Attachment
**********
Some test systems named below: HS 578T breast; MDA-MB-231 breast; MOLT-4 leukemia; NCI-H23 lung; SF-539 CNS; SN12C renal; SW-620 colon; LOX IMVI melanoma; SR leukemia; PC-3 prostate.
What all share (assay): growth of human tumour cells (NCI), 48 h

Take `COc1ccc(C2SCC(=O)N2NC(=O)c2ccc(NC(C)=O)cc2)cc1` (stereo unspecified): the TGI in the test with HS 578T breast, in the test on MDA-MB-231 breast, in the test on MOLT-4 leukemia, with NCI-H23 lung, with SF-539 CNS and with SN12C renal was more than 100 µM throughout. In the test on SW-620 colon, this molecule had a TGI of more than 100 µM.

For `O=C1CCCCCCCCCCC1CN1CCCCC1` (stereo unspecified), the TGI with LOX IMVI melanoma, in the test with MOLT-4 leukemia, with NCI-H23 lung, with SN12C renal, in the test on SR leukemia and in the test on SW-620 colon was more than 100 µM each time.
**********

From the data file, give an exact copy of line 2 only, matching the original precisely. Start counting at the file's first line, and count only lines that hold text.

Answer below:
What all share (assay): growth of human tumour cells (NCI), 48 h